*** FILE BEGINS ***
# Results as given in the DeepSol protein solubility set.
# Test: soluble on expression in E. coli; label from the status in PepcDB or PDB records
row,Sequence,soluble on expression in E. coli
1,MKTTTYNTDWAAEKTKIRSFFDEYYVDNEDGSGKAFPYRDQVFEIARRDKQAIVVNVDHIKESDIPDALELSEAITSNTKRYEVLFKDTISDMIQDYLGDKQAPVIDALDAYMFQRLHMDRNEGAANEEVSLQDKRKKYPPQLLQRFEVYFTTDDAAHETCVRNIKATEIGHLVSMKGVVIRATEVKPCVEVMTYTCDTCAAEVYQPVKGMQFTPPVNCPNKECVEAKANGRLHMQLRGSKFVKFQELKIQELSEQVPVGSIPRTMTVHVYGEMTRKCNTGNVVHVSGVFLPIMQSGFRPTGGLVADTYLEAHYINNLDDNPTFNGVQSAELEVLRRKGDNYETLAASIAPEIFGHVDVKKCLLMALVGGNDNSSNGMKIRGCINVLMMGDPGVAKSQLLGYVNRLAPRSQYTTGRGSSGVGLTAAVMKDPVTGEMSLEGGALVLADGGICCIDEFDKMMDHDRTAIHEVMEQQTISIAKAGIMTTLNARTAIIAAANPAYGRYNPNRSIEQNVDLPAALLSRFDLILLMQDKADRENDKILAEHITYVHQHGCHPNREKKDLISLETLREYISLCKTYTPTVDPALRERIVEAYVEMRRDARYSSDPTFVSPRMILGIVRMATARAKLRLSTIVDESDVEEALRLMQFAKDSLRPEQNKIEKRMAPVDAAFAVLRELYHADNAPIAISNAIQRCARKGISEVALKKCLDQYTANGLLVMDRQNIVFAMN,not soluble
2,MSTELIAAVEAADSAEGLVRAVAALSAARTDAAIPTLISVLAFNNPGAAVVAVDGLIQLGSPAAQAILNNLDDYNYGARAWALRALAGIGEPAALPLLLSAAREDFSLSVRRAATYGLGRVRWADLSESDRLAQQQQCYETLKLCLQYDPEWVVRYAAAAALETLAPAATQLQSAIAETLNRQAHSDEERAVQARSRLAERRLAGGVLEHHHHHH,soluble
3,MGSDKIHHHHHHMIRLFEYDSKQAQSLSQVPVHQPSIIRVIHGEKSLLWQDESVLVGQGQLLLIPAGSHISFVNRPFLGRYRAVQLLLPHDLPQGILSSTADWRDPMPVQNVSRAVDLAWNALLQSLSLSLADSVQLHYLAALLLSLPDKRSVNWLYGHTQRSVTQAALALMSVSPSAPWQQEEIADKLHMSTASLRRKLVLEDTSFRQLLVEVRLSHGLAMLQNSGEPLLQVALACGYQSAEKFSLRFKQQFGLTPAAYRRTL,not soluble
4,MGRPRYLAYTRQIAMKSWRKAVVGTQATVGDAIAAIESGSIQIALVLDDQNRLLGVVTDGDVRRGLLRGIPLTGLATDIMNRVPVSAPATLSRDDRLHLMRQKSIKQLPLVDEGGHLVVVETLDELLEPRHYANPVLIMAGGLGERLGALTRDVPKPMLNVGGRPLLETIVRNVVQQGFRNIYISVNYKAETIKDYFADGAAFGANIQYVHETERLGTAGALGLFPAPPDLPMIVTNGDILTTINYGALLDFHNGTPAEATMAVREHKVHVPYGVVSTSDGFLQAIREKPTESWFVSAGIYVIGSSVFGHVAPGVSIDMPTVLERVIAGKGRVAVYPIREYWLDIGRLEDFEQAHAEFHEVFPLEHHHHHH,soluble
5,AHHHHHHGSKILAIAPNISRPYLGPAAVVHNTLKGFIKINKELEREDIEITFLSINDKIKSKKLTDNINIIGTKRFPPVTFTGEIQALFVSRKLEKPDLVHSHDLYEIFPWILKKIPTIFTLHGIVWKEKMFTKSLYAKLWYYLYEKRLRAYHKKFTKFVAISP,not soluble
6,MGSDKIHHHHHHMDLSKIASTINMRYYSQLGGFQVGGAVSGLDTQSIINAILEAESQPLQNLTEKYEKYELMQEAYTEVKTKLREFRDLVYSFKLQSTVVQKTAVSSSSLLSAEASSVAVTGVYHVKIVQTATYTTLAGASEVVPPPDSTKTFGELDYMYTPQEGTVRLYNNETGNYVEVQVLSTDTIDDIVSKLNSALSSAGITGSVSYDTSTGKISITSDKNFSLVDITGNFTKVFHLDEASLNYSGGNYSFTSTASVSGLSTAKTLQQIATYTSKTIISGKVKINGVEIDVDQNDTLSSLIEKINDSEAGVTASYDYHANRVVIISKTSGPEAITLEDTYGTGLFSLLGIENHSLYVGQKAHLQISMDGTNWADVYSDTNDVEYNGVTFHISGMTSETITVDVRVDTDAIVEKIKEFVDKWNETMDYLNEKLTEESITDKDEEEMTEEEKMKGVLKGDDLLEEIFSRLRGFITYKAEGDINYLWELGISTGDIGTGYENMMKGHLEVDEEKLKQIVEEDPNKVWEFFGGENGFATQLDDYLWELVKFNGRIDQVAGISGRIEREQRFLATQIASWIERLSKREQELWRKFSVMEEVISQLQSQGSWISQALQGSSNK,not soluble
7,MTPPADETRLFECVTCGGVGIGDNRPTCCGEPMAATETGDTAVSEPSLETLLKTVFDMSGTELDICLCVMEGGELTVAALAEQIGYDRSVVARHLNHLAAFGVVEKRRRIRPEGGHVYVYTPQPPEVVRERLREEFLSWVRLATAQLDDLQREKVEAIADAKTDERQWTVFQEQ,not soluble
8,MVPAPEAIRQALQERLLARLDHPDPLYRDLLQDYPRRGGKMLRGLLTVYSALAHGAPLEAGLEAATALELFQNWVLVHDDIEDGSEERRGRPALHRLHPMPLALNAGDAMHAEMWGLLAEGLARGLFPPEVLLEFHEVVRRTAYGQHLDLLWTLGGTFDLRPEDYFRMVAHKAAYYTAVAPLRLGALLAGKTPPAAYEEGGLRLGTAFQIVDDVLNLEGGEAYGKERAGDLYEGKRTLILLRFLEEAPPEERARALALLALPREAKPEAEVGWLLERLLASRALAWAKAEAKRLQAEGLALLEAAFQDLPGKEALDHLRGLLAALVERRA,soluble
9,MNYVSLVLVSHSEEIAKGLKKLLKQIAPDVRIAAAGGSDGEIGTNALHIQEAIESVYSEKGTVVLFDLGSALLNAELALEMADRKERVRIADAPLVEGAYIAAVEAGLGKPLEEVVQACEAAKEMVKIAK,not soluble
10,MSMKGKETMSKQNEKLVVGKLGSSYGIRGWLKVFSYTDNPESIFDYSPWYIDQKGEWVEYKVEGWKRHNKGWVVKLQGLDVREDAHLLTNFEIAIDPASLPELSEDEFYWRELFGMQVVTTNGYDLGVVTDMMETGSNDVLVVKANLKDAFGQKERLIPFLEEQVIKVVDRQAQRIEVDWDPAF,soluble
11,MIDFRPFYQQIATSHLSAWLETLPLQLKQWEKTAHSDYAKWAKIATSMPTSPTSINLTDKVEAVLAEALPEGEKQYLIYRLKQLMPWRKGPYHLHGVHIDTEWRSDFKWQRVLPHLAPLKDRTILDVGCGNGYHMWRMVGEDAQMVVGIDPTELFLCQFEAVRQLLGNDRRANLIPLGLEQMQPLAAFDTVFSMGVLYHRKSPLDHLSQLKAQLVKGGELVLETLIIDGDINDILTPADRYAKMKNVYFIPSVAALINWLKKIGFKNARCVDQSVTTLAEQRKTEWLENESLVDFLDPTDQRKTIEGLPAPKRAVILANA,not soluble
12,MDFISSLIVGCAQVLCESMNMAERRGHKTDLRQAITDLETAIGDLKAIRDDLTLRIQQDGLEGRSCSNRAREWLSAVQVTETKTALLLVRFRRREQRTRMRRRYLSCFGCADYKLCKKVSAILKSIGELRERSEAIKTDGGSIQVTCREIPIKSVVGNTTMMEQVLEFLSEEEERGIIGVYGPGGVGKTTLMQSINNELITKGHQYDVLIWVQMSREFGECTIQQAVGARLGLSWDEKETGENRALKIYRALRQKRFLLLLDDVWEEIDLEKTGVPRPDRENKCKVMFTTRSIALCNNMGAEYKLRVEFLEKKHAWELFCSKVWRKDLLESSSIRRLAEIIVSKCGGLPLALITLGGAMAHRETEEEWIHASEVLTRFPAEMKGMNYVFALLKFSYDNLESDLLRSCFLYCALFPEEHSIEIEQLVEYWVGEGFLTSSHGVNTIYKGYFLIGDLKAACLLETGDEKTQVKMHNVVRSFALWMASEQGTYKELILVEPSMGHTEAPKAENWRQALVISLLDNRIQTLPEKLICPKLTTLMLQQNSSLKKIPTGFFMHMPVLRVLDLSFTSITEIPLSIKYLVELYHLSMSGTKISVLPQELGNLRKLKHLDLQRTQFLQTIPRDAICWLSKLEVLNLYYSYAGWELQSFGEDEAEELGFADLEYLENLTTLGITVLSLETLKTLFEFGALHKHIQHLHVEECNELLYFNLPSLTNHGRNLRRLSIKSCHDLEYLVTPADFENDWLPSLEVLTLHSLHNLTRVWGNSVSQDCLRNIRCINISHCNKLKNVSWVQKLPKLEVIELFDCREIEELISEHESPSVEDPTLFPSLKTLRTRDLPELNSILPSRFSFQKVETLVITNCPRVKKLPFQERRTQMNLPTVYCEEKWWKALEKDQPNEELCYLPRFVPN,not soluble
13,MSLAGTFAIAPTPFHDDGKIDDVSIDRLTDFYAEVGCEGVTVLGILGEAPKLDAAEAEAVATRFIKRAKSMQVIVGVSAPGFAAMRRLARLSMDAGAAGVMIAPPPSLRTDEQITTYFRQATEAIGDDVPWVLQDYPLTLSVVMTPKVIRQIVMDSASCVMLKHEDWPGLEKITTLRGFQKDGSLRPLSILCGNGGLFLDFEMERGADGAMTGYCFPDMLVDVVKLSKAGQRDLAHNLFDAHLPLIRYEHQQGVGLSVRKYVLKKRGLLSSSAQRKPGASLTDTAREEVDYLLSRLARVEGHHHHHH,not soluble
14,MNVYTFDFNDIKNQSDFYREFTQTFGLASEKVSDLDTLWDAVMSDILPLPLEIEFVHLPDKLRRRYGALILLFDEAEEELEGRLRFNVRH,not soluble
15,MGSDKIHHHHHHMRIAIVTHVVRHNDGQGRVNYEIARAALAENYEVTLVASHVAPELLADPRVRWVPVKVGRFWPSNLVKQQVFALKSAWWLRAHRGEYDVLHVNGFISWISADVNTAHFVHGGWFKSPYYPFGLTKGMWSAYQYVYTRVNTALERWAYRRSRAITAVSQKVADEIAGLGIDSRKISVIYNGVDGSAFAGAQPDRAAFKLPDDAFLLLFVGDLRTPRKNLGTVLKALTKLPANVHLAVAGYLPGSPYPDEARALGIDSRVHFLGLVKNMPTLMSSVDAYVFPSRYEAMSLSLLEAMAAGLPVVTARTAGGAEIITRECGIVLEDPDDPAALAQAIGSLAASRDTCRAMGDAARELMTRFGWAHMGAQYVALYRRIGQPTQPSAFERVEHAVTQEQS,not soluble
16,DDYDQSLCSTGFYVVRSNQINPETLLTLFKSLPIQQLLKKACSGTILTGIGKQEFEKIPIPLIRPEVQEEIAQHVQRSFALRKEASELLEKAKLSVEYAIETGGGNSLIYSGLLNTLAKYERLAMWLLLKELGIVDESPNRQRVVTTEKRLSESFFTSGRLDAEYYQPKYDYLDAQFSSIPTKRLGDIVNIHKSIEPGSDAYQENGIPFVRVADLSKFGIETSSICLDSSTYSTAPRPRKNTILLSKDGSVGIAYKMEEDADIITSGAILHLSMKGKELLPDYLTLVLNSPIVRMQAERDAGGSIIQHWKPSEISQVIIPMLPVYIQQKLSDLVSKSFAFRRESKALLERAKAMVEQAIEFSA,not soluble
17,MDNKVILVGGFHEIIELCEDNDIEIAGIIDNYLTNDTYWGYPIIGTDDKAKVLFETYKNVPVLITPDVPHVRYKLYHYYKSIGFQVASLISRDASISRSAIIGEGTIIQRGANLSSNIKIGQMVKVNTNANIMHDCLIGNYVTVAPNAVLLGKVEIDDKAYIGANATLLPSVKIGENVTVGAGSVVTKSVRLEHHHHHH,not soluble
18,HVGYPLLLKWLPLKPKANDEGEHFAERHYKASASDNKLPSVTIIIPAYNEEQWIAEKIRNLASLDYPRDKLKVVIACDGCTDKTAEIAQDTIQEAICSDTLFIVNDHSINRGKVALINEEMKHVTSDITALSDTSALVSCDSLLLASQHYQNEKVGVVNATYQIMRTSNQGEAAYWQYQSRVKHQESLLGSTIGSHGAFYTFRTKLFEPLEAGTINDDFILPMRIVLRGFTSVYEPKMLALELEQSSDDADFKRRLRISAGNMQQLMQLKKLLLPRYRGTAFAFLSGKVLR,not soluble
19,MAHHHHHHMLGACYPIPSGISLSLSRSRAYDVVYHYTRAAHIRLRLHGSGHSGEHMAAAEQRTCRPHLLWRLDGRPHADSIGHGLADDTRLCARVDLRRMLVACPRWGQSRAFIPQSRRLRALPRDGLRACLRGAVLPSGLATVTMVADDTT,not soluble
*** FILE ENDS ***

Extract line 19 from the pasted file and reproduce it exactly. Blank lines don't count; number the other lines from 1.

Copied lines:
16,DDYDQSLCSTGFYVVRSNQINPETLLTLFKSLPIQQLLKKACSGTILTGIGKQEFEKIPIPLIRPEVQEEIAQHVQRSFALRKEASELLEKAKLSVEYAIETGGGNSLIYSGLLNTLAKYERLAMWLLLKELGIVDESPNRQRVVTTEKRLSESFFTSGRLDAEYYQPKYDYLDAQFSSIPTKRLGDIVNIHKSIEPGSDAYQENGIPFVRVADLSKFGIETSSICLDSSTYSTAPRPRKNTILLSKDGSVGIAYKMEEDADIITSGAILHLSMKGKELLPDYLTLVLNSPIVRMQAERDAGGSIIQHWKPSEISQVIIPMLPVYIQQKLSDLVSKSFAFRRESKALLERAKAMVEQAIEFSA,not soluble